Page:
But to be clear, New Haylie isn’t a ’doddle’. No, this is not one of those over-easy waters where almost any old fly will do. Some small fisheries do get the balance just right with a sensible stocking routine and constant effort – this is one of them. Although catch and release is permitted within a sensible day-ticket structure, New Haylie has a good regular turnover of fish so George likes to stock on a weekly basis with fish averaging 2lb plus, and the occasional injection of biggies.
While hoping not to hear those twisted words of wisdom “You should have been here yesterday…” I am genuinely listening, talking and watching all at the same time; listening and talking to Brian and George while watching over the loch. Noticeably no doubt, my concentration wavers a little each time I see a good fish rise. So in no time at all the conversation is in complete disarray as the residents with fins start showing here there and everywhere.
A local guy hits into a good fish on the opposite bank and then, among all of this distraction, I spot the unusual posture of another man I know only too well. My regular fishing mate, Alan, is already set up and sneakily waddling off to a likely spot. The temptation of rising fish versus polite conversation is no contest for him.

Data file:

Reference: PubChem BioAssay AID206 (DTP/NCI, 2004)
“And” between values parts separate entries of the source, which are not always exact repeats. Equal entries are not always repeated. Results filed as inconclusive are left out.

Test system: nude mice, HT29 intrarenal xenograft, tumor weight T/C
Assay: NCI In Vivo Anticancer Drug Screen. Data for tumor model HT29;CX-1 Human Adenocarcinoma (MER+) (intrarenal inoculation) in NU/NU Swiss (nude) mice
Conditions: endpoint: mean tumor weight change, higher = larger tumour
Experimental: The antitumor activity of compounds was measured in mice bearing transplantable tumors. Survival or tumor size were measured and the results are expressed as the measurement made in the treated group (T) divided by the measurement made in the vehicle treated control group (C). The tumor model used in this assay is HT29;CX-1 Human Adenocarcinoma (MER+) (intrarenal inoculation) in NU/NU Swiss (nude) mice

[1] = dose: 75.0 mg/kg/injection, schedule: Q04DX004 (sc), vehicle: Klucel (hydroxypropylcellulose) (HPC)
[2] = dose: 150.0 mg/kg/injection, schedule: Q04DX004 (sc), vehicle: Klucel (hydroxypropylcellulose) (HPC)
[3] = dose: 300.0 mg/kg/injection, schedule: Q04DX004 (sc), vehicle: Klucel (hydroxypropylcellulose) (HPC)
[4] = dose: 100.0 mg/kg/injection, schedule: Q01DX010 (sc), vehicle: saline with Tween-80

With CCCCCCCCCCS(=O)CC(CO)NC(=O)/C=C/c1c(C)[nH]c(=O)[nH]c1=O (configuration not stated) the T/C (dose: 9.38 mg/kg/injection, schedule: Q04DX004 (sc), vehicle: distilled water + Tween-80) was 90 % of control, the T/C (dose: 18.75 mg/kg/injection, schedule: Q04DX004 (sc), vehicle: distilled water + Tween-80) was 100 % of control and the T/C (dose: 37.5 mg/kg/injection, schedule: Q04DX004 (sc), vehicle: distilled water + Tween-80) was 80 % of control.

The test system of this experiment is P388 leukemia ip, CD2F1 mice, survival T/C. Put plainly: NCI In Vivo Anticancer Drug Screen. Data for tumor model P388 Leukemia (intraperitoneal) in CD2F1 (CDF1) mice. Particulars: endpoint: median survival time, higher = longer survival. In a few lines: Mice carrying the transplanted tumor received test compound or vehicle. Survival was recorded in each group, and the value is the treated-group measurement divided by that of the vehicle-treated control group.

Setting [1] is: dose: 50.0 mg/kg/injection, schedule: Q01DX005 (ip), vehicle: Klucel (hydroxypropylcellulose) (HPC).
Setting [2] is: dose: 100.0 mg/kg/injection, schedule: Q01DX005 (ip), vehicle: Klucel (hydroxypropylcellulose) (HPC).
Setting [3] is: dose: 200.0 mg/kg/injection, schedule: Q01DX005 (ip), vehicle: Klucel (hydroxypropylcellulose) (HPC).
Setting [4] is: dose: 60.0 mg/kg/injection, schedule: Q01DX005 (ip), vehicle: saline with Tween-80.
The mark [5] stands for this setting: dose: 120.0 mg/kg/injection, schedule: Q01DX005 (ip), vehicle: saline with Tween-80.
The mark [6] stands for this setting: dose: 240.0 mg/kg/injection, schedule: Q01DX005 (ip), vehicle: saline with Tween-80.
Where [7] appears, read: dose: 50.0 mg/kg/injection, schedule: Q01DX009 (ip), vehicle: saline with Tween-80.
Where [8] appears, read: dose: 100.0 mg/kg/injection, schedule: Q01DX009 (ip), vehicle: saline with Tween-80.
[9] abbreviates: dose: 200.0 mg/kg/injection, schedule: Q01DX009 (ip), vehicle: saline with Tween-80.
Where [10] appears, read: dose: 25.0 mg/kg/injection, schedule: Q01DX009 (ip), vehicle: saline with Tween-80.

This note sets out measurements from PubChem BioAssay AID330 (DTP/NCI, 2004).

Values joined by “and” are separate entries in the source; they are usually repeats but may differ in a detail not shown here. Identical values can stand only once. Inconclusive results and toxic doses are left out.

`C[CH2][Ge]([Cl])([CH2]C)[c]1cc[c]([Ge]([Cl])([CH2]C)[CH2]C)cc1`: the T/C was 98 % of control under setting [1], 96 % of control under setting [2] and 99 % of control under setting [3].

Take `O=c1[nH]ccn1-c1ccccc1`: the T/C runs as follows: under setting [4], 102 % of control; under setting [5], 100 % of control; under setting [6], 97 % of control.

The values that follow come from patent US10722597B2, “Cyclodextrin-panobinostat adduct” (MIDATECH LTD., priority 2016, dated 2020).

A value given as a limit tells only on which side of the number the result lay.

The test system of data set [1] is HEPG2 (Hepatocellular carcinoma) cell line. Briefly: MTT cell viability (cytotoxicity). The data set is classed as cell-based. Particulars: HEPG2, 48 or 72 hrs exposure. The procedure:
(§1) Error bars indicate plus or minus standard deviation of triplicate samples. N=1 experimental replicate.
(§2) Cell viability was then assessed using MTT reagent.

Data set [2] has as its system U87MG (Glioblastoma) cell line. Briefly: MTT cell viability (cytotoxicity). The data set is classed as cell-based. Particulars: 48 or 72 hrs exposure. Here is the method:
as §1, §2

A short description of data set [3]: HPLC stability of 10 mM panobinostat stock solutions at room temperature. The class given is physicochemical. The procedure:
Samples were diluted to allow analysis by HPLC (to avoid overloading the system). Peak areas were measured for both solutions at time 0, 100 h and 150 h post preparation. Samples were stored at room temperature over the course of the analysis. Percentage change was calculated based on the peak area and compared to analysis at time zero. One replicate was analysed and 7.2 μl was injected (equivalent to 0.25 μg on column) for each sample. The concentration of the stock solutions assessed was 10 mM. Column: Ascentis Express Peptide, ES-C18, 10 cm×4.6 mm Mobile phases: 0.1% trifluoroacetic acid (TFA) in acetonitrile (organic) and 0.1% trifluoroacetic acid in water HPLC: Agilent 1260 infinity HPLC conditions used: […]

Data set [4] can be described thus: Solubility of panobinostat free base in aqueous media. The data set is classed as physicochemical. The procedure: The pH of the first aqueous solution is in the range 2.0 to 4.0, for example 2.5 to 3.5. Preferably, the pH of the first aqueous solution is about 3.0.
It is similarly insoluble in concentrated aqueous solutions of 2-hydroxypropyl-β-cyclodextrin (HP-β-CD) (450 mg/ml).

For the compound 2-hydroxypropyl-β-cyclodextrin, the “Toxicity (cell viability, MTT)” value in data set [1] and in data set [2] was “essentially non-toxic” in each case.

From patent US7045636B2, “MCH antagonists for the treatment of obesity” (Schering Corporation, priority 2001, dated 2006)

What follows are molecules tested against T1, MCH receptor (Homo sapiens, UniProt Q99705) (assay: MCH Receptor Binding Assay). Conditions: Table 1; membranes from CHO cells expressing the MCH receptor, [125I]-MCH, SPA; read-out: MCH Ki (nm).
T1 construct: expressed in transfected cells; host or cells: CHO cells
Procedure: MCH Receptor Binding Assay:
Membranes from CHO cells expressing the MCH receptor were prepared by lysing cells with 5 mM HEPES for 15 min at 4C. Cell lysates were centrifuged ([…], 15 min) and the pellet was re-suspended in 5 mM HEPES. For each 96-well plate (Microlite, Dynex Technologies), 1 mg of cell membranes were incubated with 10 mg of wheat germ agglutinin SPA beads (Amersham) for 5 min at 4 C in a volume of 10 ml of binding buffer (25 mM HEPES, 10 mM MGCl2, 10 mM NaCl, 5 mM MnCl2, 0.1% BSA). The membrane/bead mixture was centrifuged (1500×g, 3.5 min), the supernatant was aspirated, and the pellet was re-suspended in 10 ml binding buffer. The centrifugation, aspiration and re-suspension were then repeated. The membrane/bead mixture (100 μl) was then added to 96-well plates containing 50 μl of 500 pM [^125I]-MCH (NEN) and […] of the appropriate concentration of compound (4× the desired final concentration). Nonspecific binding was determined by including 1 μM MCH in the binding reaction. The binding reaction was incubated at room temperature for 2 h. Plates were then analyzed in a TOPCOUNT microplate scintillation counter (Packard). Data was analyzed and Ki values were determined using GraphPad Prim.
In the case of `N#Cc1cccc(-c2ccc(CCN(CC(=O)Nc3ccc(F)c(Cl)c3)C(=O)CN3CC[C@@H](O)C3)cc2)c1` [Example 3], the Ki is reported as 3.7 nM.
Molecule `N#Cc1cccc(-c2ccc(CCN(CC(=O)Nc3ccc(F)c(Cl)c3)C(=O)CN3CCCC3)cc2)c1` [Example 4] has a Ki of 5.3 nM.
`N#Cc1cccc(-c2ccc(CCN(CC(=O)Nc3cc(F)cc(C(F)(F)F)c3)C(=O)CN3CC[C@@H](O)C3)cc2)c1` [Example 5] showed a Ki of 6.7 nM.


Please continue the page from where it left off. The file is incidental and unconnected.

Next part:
Brian makes a start with his Black Sussy Fly...
Flies For Haylie
The favourite recommended flies for New Haylie include small CDCs and Sussy (Suspender) Buzzers in sizes 16 to 14, and many local anglers really favour the exquisite quality of the patterns produced by local expert Alistair Murphy. So it’s of little or no surprise that a box of this man’s perfected flies can fetch up to £250 at a fund-raising event.
But it’s not entirely about tiny stuff. Brian, being Brian, swears by his Sussy Rabbit, which (in English terms) is a rabbit (zonker) strip tied on a size 10 with a ‘sugar lump’ of foam at the head. This lure works like a single-breasted booby (which are wisely banned), sitting right in the surface with its tantalising tail pulsating gently away just below. The occasional tweak is all that’s required to bring the fish up for a solid hit.
I think the fly is as ugly as a baboon’s bum but that misses the point and I’d still put money on it. I’ve experienced this Brian Peterson scenario a few times before.
On To The Fishing